In the never-ending stream of reasons why Ohio’s broke and broken unemployment insurance (UI) system needs fixed, one more has been added to the list—employers in states with low state UI trust fund balances could face higher federal unemployment taxes (FUTA). In President Trump’s FY 2019 Budget, there is a proposal that would increase FUTA taxes over a ten-year period by about $22 billion. This proposal would mainly target employers in states with low balances in their state’s UI trust fund and require higher UI taxes in those states. Ohio would likely be one of those states due to our UI trust fund levels and the fact that meaningful changes to address problems in the system have not been made.
Ohio’s UI system is based on two taxes. The state unemployment tax (SUTA) and the federal unemployment tax (FUTA). The FUTA is a flat tax that all employers pay on each employee that is a percentage of the first $7,000 in wages. The FUTA rate is 6% but employers in states that are in good standing, no outstanding federal debt or compliance issues, receive a credit of 5.4%. This makes the effective rate for employers when the state is in good standing .6% of the first $7,000 in wages, or $42. However, that credit begins to ratchet down when there are problems. For example, during the last recession, Ohio took out $3.4 billion in loans to pay benefits and did not repay the loans within the two-year grace period. This led to a ratcheting down of the FUTA until, at its highest, the rate was 2.1% or $147 per employee. This would apply to all employers whether they laid an individual off or not as opposed to the SUTA, which is based on prior experience and utilization of the system.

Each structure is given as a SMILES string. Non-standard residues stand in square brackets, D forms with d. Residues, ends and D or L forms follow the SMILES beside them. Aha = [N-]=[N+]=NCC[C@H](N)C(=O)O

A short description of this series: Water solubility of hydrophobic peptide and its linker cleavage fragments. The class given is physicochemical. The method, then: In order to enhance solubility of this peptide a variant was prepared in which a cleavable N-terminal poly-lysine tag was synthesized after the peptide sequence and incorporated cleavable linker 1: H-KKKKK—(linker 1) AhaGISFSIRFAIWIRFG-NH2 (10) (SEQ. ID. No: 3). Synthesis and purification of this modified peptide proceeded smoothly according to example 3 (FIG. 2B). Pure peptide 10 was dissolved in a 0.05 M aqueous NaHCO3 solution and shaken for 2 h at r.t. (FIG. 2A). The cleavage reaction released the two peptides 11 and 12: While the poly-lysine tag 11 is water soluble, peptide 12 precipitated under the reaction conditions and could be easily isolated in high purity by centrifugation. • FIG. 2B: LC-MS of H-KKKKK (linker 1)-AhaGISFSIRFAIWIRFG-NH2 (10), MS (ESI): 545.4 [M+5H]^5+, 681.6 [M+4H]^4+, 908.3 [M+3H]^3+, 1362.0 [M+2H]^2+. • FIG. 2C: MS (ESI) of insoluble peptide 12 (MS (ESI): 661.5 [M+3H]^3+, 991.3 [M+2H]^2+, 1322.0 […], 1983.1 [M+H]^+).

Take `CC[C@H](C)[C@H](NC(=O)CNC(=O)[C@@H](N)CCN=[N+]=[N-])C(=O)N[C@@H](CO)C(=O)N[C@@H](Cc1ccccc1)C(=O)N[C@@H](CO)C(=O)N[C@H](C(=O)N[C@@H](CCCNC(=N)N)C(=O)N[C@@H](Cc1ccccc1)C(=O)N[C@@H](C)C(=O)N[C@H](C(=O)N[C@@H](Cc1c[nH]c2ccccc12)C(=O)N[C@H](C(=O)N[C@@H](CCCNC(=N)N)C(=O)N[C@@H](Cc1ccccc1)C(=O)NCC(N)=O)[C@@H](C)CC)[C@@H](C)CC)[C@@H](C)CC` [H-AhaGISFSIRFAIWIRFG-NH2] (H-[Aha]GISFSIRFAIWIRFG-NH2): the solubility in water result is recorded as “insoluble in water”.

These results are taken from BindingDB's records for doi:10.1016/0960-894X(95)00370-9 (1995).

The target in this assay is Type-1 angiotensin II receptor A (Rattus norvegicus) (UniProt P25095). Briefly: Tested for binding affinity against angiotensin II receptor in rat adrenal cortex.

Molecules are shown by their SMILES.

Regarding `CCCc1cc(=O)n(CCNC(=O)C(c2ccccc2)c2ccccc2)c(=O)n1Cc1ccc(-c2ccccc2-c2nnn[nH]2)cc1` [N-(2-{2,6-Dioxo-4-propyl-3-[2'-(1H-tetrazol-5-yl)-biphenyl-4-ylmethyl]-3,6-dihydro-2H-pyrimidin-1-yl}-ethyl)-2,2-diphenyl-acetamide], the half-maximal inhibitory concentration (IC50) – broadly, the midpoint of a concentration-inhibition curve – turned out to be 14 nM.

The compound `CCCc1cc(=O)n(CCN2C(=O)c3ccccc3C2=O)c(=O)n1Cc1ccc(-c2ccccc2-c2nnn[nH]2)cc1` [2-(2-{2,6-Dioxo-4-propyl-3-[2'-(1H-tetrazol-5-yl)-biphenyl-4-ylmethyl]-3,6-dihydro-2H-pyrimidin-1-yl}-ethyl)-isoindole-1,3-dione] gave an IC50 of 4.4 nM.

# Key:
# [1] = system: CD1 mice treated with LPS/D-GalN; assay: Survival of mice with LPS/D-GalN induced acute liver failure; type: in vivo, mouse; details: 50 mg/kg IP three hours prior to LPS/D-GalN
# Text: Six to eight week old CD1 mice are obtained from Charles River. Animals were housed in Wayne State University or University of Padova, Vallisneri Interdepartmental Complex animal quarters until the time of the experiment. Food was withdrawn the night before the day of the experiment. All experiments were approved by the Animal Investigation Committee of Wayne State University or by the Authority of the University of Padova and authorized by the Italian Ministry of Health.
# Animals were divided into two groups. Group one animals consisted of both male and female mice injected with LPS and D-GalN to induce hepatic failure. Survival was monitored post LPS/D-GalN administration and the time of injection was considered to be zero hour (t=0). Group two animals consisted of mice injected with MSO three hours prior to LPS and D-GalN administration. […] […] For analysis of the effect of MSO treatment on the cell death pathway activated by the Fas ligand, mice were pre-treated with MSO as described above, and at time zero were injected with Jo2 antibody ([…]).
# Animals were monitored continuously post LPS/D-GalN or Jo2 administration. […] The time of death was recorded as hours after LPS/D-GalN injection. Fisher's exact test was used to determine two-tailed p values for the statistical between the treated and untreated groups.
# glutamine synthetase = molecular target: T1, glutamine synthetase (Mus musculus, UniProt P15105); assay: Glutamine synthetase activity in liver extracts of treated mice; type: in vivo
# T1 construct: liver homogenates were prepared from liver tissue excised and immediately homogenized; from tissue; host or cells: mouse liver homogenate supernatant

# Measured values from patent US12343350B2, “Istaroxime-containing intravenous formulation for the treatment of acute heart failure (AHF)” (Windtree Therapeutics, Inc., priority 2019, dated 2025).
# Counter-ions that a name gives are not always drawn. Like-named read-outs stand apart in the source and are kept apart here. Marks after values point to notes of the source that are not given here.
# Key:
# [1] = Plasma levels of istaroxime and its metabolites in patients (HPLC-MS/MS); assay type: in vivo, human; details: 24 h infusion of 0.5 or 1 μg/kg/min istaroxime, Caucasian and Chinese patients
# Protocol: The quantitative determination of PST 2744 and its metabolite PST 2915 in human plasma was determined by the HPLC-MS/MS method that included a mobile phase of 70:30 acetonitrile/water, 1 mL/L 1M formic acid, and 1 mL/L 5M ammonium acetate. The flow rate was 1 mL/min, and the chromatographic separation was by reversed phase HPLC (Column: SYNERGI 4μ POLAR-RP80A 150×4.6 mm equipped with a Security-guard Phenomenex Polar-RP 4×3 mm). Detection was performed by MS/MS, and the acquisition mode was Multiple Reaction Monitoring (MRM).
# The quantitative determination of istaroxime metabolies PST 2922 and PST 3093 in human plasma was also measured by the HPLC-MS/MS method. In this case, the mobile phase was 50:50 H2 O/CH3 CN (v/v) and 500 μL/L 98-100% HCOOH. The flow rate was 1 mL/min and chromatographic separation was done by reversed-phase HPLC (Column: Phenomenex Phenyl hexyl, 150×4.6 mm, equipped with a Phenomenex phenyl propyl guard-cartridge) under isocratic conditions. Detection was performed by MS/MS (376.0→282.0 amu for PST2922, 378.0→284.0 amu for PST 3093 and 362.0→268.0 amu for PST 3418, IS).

The proposal would reduce the offset credit in states that have low UI trust fund balances, similar to what happened after the last recession, to force states to build up trust funds that would be more in line with the Department of Labor’s (DOL) recommended solvency guidelines. Thus, it is imperative that Ohio fix its UI system woes. To do this, there needs to be a balanced approach that addresses both what is paid into the system by employers and what is paid out in benefits. So far, HB 382, would institute permanent tax increases on employers and all working Ohioans while providing only temporary benefit reductions. In total, this HB 382 would equal, through 2030, a tax increase of $2.8 billion on employers, a newly instituted tax of $1.6 billion on all working Ohioans, and only $1.3 billion in mostly temporary benefit reductions. So, $4.4 billion in tax increases and $1.3 billion in temporary benefit reductions isn’t very balanced.